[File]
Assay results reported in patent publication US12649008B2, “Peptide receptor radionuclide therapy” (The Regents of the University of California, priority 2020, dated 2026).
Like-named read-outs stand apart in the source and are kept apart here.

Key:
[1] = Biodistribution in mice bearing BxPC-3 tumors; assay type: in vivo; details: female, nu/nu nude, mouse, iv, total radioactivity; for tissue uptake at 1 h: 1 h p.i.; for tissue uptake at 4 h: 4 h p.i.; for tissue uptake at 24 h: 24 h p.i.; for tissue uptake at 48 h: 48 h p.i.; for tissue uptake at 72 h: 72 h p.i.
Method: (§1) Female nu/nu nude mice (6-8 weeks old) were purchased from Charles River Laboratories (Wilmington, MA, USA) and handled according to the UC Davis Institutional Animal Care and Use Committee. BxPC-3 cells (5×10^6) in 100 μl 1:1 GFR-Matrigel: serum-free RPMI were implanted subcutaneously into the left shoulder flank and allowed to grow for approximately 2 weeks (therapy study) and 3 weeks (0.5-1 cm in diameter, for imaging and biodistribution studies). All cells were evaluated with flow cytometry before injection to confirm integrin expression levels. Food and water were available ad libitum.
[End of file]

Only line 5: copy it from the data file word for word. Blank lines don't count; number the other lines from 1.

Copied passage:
Method: (§1) Female nu/nu nude mice (6-8 weeks old) were purchased from Charles River Laboratories (Wilmington, MA, USA) and handled according to the UC Davis Institutional Animal Care and Use Committee. BxPC-3 cells (5×10^6) in 100 μl 1:1 GFR-Matrigel: serum-free RPMI were implanted subcutaneously into the left shoulder flank and allowed to grow for approximately 2 weeks (therapy study) and 3 weeks (0.5-1 cm in diameter, for imaging and biodistribution studies). All cells were evaluated with flow cytometry before injection to confirm integrin expression levels. Food and water were available ad libitum.